Just like Netflix and YouTube before it, Amazon Prime Video is also moving onto Comcast’s X1 platform, where it will be available to the cable giant’s subscribers.
Starting later this year, Amazon’s Prime Video app will be integrated with the X1 platform, marking the first time Prime Video has showed up on an MVPD in the U.S.
“Amazon Prime Video’s growing list of originals, movies, shows, documentaries, and kids’ programming will be an excellent complement to the overall X1 viewing experience,” said Dana Strong, president of Consumer Services at Comcast, in a statement. “We want to give customers easy access to all their favorite content in one place. X1 continues to be a platform that can curate live TV, On Demand movies and shows, and streaming internet video and music titles into one, easy-to-use, seamless experience.”
“Prime Video is dedicated to making your favorite shows and movies effortless to watch. The addition of the Prime Video app to X1 will make navigating between Prime Video and live TV easier than ever,” said Greg Hart, vice president of Amazon Prime Video, in a statement. “We are excited for our Prime members to seamlessly find the shows and movies they love.”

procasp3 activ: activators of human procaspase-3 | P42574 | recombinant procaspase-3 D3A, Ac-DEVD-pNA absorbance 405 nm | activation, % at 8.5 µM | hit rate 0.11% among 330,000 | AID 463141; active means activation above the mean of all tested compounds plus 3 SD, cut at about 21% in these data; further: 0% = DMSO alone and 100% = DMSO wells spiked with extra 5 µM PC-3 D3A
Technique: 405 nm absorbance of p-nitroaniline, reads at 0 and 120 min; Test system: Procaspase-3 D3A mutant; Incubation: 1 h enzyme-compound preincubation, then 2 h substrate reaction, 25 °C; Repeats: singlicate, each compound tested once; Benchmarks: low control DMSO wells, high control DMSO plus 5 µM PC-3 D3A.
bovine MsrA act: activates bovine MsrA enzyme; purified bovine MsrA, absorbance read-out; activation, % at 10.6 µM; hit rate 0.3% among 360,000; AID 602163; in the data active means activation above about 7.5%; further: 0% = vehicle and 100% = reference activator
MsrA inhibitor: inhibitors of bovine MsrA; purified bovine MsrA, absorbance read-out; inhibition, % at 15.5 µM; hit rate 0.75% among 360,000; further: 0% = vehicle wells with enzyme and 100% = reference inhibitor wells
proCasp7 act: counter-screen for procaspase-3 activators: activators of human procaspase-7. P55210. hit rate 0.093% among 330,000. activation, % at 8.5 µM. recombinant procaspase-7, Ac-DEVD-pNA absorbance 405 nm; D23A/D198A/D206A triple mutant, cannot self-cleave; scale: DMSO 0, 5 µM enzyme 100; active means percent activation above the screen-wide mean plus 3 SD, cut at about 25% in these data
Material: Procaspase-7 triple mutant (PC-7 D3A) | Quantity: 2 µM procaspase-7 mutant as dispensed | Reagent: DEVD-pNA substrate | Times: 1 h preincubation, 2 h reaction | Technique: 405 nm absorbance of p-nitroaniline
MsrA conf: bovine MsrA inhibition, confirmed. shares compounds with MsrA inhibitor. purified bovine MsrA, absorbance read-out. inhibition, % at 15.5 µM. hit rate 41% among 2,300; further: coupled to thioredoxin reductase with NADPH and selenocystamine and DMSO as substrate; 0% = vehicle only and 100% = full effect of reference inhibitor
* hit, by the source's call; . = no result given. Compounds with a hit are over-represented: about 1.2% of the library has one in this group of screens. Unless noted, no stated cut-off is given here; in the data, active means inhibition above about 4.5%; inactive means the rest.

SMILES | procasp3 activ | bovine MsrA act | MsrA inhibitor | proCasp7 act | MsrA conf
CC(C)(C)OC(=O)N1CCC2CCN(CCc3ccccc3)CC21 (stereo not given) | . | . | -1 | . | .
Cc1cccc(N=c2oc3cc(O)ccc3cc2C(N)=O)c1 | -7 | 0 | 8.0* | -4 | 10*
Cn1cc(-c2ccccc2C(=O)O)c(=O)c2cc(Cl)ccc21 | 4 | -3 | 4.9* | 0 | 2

For Amazon, the move follows through on comments Richard Au, Amazon's director of prime video channels and sports in the U.S., made earlier this year during FierceVideo’s Pay TV Show.
He said Amazon could work with MVPDs to get Prime Video to their customers. “Our service will drive engagement on your platform.”
"We want to be on a broad array of device platforms," he added. "We absolutely want to be where customers are streaming video."
Comcast welcoming Prime Video onto its platform is a sign that the pay TV provider is not threatened by Amazon Channels, the company’s subscription video service hub, which Amazon has repeatedly insisted is not meant to be a replacement for traditional TV.
For Comcast, the partnership shows the company’s continued willingness to embrace streaming services like Netflix that have been largely credited with helping to erode pay TV subscriber numbers over the past few years.